Following on from the last post, I thought I'd share the picture that's lived on my desktop for the last year or so. Although the small version hardly does the scene justice (click on it to see the spectacular full-size version) it never fails to stun me, how immensely huge and old the universe is (and how small and insignificant humanity is).
Something equally impressive, although without the pretty pictures, is the Boötes Void. From Wikipedia:
The Boötes void is a tremendously large, approximately spherically shaped nearly-empty region of space, devoid of galaxies. At nearly 250 million light-years in diameter, it is one of the largest known voids, and is referred to as a supervoid. It was discovered in 1981 by Robert Kirshner, Augustus Oemler, Jr., Paul Schechter and Stephen Shectman in a survey of galactic redshifts.
It is located in the area of the constellation Boötes, for which it is named. To give an idea of its scale, "If the Milky Way had been in the center of the Boötes void, we wouldn't have known there were other galaxies until the 1960s." (Greg Aldering, University of Minnesota).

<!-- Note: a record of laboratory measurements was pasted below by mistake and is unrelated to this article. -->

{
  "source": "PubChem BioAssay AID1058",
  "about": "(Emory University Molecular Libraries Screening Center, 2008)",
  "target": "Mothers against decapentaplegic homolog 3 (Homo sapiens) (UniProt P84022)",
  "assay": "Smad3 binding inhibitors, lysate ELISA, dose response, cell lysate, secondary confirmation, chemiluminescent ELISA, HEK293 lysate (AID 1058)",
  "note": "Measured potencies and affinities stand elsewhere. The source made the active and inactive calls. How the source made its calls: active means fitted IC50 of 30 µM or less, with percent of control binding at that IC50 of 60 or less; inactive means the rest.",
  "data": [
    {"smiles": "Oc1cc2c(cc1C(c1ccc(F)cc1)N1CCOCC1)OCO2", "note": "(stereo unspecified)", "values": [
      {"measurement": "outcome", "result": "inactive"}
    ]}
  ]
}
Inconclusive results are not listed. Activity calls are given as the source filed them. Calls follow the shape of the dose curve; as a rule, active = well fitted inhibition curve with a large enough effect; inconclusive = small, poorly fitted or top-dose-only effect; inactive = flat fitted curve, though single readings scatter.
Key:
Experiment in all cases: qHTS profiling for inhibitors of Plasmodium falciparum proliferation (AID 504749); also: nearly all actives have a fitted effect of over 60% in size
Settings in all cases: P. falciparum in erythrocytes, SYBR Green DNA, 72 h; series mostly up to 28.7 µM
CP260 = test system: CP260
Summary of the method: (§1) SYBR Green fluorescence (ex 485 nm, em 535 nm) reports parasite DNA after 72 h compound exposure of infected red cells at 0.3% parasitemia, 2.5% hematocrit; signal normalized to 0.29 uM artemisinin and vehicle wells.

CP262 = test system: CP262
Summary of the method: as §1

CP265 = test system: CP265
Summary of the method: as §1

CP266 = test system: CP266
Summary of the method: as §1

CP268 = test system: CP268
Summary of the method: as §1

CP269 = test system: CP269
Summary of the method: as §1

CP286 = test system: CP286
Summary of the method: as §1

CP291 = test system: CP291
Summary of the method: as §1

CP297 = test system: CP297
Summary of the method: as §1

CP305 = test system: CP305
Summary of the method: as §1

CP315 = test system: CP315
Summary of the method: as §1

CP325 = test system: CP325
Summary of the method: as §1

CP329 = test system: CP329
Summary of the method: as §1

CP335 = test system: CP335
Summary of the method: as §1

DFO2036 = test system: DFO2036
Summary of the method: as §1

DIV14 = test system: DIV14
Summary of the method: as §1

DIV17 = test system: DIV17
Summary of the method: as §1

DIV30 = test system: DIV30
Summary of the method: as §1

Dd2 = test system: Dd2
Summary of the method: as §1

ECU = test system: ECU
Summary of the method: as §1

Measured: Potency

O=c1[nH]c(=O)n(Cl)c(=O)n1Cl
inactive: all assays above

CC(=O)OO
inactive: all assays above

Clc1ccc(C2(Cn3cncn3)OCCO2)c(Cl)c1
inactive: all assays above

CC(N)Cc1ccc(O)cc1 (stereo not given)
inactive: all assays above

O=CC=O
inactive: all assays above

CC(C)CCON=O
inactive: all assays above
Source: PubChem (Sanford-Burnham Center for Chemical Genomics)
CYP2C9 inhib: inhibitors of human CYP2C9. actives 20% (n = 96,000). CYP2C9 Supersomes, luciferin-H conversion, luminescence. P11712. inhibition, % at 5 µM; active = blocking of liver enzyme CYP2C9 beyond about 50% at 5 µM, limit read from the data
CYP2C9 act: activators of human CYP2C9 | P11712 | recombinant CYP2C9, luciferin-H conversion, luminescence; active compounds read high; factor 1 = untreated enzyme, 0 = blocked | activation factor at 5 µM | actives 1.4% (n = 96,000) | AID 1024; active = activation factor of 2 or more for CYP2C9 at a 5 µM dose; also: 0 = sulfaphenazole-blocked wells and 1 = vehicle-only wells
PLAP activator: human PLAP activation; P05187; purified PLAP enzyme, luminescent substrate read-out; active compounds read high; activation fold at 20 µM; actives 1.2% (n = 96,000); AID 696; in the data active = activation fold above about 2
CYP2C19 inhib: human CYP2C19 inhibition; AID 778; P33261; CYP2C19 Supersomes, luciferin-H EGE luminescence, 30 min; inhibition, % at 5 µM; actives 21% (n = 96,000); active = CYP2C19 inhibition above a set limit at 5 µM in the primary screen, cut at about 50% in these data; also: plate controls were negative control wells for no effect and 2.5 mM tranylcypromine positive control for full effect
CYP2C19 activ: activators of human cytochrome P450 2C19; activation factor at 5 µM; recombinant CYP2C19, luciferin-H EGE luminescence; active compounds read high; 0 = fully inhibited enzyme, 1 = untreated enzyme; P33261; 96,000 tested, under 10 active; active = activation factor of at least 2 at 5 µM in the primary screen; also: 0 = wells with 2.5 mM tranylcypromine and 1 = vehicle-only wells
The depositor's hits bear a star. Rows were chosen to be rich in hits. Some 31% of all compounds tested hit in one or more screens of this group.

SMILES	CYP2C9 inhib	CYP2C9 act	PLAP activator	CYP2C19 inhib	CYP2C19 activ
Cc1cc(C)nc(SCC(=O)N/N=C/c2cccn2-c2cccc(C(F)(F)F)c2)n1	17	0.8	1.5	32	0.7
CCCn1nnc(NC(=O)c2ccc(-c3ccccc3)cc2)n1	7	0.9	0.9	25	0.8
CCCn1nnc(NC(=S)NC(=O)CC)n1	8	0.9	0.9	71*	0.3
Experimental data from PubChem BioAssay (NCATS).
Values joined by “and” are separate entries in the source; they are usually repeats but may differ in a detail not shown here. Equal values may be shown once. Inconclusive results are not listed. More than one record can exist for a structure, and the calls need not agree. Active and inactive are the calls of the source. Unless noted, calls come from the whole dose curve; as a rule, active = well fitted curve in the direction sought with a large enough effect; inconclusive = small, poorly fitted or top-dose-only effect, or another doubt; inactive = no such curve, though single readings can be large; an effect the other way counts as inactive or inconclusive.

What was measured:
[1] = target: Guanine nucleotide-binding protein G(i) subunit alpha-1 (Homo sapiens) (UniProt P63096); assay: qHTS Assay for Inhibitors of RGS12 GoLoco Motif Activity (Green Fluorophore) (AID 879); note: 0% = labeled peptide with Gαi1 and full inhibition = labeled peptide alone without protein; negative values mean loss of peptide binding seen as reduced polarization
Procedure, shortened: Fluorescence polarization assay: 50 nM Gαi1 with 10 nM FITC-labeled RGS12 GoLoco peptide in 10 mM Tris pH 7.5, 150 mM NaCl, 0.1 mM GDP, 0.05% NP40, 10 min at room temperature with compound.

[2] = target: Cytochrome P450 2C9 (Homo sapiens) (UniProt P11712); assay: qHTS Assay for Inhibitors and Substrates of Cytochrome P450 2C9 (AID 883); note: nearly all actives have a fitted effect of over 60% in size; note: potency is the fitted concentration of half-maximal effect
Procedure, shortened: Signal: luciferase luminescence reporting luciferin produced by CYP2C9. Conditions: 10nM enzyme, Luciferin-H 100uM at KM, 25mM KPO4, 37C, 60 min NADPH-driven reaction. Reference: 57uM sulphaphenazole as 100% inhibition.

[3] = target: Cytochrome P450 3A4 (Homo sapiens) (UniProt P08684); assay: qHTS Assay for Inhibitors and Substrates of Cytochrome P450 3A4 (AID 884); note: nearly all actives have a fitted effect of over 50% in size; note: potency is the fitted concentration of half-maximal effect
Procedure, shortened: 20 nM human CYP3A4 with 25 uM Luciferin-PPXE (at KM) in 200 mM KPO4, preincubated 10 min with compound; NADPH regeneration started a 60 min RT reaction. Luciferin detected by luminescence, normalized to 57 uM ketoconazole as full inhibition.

I also found a very interesting article on the void, at a blog called 'Accelerating Future', which contains this paragraph:
According to the Wikipedia article on the topic, the Boötes Void was mentioned in a novel by Martin Amis, “Night Train”, which centers around the mysterious suicide of a beautiful and successful astrophysicist Jennifer Rockwell. The immense size of the void leads her to conclude that there is no meaning to life, so she kills herself.
So that's my novel out of the window then! On a serious note, the more we learn about space, the more we understand that the heavens are not the playground of the gods, but are an empty and lonely expanse, the likes of which was never even imagined till we actually looked...Go Top